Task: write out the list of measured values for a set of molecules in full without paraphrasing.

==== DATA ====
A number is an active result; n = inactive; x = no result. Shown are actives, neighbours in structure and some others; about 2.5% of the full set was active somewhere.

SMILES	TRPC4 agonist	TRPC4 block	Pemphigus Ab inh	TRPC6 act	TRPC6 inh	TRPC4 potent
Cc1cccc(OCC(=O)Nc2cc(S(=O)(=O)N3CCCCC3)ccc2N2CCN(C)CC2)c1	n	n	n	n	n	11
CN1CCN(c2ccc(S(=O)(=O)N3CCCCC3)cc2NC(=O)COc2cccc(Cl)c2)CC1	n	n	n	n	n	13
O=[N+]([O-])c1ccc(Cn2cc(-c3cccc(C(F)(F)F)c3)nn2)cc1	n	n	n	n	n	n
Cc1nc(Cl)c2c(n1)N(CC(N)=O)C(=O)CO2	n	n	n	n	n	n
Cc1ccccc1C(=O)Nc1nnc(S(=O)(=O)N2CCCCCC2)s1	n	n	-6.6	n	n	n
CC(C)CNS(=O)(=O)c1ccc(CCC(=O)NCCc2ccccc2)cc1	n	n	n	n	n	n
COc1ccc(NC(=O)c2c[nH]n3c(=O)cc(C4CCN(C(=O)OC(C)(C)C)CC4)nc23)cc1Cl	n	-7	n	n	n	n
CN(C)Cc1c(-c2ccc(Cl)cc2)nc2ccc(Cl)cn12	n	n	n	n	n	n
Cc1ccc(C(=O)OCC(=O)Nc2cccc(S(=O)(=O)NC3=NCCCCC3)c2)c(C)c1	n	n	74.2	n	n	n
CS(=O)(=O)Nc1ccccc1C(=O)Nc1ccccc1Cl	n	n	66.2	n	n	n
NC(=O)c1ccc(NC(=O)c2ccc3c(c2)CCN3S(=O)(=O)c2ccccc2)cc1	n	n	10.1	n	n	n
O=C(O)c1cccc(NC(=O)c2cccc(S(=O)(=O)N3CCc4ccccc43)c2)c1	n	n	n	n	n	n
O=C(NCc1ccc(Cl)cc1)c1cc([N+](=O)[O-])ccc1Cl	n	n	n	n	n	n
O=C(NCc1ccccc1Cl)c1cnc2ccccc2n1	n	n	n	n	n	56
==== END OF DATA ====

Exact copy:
A number is an active result; n = inactive; x = no result. Shown are actives, neighbours in structure and some others; about 2.5% of the full set was active somewhere.

SMILES	TRPC4 agonist	TRPC4 block	Pemphigus Ab inh	TRPC6 act	TRPC6 inh	TRPC4 potent
Cc1cccc(OCC(=O)Nc2cc(S(=O)(=O)N3CCCCC3)ccc2N2CCN(C)CC2)c1	n	n	n	n	n	11
CN1CCN(c2ccc(S(=O)(=O)N3CCCCC3)cc2NC(=O)COc2cccc(Cl)c2)CC1	n	n	n	n	n	13
O=[N+]([O-])c1ccc(Cn2cc(-c3cccc(C(F)(F)F)c3)nn2)cc1	n	n	n	n	n	n
Cc1nc(Cl)c2c(n1)N(CC(N)=O)C(=O)CO2	n	n	n	n	n	n
Cc1ccccc1C(=O)Nc1nnc(S(=O)(=O)N2CCCCCC2)s1	n	n	-6.6	n	n	n
CC(C)CNS(=O)(=O)c1ccc(CCC(=O)NCCc2ccccc2)cc1	n	n	n	n	n	n
COc1ccc(NC(=O)c2c[nH]n3c(=O)cc(C4CCN(C(=O)OC(C)(C)C)CC4)nc23)cc1Cl	n	-7	n	n	n	n
CN(C)Cc1c(-c2ccc(Cl)cc2)nc2ccc(Cl)cn12	n	n	n	n	n	n
Cc1ccc(C(=O)OCC(=O)Nc2cccc(S(=O)(=O)NC3=NCCCCC3)c2)c(C)c1	n	n	74.2	n	n	n
CS(=O)(=O)Nc1ccccc1C(=O)Nc1ccccc1Cl	n	n	66.2	n	n	n
NC(=O)c1ccc(NC(=O)c2ccc3c(c2)CCN3S(=O)(=O)c2ccccc2)cc1	n	n	10.1	n	n	n
O=C(O)c1cccc(NC(=O)c2cccc(S(=O)(=O)N3CCc4ccccc43)c2)c1	n	n	n	n	n	n
O=C(NCc1ccc(Cl)cc1)c1cc([N+](=O)[O-])ccc1Cl	n	n	n	n	n	n
O=C(NCc1ccccc1Cl)c1cnc2ccccc2n1	n	n	n	n	n	56